BID Daily Newsletter
August 21, 2014

BID Daily Newsletter

August 21, 2014

Making For Stickier Small Business Customers

You may not know it but there are more than 300 unique types of honey with varying colors and tastes available in the U.S., according to The National Honey Board. Generally speaking, light-colored honeys have a milder taste, while darker honeys are stronger-tasting. The taste of honey depends on the flower source, as well as rainfall and temperature of that region. So, the next time you're drinking a spot of honey in your tea, you might want to ponder that. Other than flavoring your tea, sticky-sweet honey can be used to soothe sore throats and calm stubborn coughs, and because of its moisturizing qualities, it's used in some skin care products.
Stickiness is applicable to customers too. Community banks are always looking for ways to make customers stickier because there is considerable research showing how fickle they can be. Keeping customers is an ongoing concern in the banking industry, particularly when it comes to small business customers.
To explore this further, we examine a recent Aite Group white paper, Banking on Small-Business Needs, that analyzed survey data gathered to help identify bank portfolio gaps and opportunities. Despite the obvious benefits of catering to this large segment of customers, many banks are still coming up short when it comes to providing them the services they want.
For instance, the survey data showed many banks don't offer small business owners the ability to easily track income and manage outgoing cash. Nor do many banks give these customers the capability of estimating future funds to make better investment decisions, or offer a system to help collect receivables. Yet, these are all services small business customers want.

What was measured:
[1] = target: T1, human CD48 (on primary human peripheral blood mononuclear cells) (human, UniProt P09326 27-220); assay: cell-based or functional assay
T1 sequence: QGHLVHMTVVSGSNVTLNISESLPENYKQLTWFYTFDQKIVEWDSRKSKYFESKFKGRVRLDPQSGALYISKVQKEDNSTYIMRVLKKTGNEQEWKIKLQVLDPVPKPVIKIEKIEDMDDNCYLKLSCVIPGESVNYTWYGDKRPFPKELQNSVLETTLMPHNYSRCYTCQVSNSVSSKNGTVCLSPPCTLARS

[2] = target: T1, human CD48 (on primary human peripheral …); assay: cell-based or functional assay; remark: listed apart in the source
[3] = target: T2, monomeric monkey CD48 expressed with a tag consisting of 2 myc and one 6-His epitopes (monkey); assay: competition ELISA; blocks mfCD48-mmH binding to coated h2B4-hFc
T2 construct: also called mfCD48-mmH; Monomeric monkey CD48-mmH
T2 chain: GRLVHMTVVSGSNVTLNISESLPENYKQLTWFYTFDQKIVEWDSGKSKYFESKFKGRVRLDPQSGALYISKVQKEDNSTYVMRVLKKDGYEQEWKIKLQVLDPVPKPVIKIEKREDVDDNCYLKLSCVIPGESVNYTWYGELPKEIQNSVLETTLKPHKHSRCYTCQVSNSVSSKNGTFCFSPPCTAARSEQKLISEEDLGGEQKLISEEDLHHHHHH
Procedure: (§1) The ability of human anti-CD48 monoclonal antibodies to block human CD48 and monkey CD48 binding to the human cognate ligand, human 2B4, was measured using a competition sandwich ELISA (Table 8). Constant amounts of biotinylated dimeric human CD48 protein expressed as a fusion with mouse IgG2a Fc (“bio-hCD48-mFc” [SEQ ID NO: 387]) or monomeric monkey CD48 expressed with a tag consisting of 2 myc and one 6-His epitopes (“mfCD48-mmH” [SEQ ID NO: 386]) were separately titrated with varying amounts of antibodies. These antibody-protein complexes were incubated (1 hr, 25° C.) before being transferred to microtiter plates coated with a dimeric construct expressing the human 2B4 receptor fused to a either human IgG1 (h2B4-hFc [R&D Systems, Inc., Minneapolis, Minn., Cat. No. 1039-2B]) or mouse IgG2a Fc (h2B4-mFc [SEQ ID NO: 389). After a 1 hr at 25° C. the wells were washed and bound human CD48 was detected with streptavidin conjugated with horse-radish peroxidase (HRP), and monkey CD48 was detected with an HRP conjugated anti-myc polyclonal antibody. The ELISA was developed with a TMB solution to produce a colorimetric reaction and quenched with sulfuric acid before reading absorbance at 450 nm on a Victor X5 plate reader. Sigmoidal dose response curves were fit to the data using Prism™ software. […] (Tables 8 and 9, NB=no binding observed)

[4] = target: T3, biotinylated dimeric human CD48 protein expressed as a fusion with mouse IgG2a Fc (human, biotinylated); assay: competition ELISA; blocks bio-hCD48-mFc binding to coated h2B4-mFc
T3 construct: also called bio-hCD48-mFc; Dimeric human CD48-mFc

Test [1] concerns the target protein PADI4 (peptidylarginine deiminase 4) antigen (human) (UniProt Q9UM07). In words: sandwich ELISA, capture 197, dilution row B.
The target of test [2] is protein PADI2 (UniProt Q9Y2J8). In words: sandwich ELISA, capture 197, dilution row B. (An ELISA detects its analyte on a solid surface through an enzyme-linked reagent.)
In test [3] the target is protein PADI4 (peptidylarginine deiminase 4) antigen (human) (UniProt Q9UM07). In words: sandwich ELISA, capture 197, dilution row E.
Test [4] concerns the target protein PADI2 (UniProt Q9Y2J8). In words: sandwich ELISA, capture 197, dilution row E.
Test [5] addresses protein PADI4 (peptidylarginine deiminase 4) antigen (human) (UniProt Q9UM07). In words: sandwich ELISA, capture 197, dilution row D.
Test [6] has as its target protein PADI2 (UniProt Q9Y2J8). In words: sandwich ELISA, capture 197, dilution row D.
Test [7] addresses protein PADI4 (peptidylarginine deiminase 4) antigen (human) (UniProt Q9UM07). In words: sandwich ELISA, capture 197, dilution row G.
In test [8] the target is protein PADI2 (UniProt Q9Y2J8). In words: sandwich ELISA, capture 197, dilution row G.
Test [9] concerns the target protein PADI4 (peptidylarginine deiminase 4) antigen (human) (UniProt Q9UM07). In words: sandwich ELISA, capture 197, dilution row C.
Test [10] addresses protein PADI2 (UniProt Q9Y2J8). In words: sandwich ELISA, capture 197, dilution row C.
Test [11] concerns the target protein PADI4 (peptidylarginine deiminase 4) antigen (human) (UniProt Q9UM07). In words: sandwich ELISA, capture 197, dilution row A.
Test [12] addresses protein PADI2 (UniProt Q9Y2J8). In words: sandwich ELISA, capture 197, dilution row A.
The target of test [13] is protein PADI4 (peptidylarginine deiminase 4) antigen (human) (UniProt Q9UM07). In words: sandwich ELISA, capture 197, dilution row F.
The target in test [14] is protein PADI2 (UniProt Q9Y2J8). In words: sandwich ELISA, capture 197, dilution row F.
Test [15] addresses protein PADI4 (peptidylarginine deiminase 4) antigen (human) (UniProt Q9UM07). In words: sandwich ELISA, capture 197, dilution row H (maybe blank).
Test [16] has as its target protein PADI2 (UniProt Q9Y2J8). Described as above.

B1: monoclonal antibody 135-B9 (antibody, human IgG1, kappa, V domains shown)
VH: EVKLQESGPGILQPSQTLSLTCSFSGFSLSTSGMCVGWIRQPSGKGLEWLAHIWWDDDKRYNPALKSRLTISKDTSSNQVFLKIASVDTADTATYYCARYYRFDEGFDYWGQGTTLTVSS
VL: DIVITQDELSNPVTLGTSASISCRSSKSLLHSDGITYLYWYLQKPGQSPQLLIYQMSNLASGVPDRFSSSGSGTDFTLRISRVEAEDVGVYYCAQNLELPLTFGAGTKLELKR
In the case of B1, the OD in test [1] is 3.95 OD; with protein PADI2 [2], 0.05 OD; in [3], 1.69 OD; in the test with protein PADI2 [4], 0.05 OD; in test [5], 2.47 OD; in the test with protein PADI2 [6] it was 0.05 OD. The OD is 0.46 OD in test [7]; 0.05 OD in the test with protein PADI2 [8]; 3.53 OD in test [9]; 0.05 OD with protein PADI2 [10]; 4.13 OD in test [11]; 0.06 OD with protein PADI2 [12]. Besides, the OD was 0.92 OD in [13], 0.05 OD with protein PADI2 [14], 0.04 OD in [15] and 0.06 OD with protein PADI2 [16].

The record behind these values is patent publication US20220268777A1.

It is interesting to note that according to the survey, banks collectively are so lacking in these areas that approximately 33% of small businesses work with nonbank providers who do offer these services. This opens a huge door to unregulated competition and it trains customers to look elsewhere for solutions. To slow this migration, banks should consider speeding up delivery of the user-friendly solutions customers want, according to Aite.
The same survey also explored why 80% of small businesses don't use their bank's online banking and cash management site to manage their finances. The survey found those who did, often sought out alternatives because their bank's site did not integrate with their company's accounting software. Further, bank software often did not provide a complete picture of forecasted cash flows or a consolidated view of account information.
As the survey indicates, banks that downplay the importance small businesses place on these services are likely making a mistake. In fact, they are of such importance that a good number of businesses say they would entertain leaving their primary bank to get them. The survey found approximately 36% of small businesses said they would switch banks if offered a premium package of online services, including accounts payable and receivable tools, direct integration with accounting software and cash flow forecasting capabilities.
We've said this before, but it bears repeating. Customer activities and expectations are shifting due to technological advancements that make managing their business easier. To keep customers in the fold, community banks should offer the services that matter to them. If not, there's no shortage of providers popping up who are prepared to step in and fill the void.
While there is certainly a cost to beefing up your small business offerings, it can also help your business bloom. As we buzz away this morning we offer this final thought--may the sweet taste of honey flavor your customer acquisition and retention efforts.